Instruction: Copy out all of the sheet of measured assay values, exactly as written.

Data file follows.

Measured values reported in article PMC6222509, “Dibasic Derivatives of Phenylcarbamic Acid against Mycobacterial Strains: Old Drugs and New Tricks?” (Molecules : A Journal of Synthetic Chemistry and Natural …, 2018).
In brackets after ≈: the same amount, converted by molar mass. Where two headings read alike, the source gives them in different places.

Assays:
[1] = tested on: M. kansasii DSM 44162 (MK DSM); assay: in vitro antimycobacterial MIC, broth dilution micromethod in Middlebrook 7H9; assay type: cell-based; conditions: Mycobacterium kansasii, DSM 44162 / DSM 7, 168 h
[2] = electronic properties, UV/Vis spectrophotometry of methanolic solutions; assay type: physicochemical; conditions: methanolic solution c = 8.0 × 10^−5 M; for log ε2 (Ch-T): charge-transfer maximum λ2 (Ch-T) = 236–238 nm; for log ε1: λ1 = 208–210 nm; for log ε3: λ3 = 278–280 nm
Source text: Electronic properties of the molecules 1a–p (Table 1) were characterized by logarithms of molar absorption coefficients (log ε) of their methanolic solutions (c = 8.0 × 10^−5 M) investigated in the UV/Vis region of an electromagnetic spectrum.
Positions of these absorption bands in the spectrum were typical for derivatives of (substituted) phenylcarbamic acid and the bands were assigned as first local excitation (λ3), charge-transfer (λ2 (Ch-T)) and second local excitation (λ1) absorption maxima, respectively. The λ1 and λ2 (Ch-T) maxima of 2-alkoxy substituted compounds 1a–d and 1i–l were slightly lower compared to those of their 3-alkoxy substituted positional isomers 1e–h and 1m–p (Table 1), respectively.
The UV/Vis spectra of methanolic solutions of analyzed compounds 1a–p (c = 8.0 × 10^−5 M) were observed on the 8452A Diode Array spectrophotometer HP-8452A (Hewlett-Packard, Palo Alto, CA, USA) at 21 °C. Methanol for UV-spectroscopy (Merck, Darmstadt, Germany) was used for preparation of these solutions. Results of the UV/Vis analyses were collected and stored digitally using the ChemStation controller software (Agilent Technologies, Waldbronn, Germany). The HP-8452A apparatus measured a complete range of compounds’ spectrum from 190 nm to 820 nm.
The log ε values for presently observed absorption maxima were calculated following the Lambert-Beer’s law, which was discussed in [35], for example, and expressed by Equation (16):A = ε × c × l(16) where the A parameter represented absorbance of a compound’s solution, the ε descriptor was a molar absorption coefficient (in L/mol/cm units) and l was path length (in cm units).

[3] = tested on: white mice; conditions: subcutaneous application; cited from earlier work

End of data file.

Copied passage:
Measured values reported in article PMC6222509, “Dibasic Derivatives of Phenylcarbamic Acid against Mycobacterial Strains: Old Drugs and New Tricks?” (Molecules : A Journal of Synthetic Chemistry and Natural …, 2018).
In brackets after ≈: the same amount, converted by molar mass. Where two headings read alike, the source gives them in different places.

Assays:
[1] = tested on: M. kansasii DSM 44162 (MK DSM); assay: in vitro antimycobacterial MIC, broth dilution micromethod in Middlebrook 7H9; assay type: cell-based; conditions: Mycobacterium kansasii, DSM 44162 / DSM 7, 168 h
[2] = electronic properties, UV/Vis spectrophotometry of methanolic solutions; assay type: physicochemical; conditions: methanolic solution c = 8.0 × 10^−5 M; for log ε2 (Ch-T): charge-transfer maximum λ2 (Ch-T) = 236–238 nm; for log ε1: λ1 = 208–210 nm; for log ε3: λ3 = 278–280 nm
Source text: Electronic properties of the molecules 1a–p (Table 1) were characterized by logarithms of molar absorption coefficients (log ε) of their methanolic solutions (c = 8.0 × 10^−5 M) investigated in the UV/Vis region of an electromagnetic spectrum.
Positions of these absorption bands in the spectrum were typical for derivatives of (substituted) phenylcarbamic acid and the bands were assigned as first local excitation (λ3), charge-transfer (λ2 (Ch-T)) and second local excitation (λ1) absorption maxima, respectively. The λ1 and λ2 (Ch-T) maxima of 2-alkoxy substituted compounds 1a–d and 1i–l were slightly lower compared to those of their 3-alkoxy substituted positional isomers 1e–h and 1m–p (Table 1), respectively.
The UV/Vis spectra of methanolic solutions of analyzed compounds 1a–p (c = 8.0 × 10^−5 M) were observed on the 8452A Diode Array spectrophotometer HP-8452A (Hewlett-Packard, Palo Alto, CA, USA) at 21 °C. Methanol for UV-spectroscopy (Merck, Darmstadt, Germany) was used for preparation of these solutions. Results of the UV/Vis analyses were collected and stored digitally using the ChemStation controller software (Agilent Technologies, Waldbronn, Germany). The HP-8452A apparatus measured a complete range of compounds’ spectrum from 190 nm to 820 nm.
The log ε values for presently observed absorption maxima were calculated following the Lambert-Beer’s law, which was discussed in [35], for example, and expressed by Equation (16):A = ε × c × l(16) where the A parameter represented absorbance of a compound’s solution, the ε descriptor was a molar absorption coefficient (in L/mol/cm units) and l was path length (in cm units).

[3] = tested on: white mice; conditions: subcutaneous application; cited from earlier work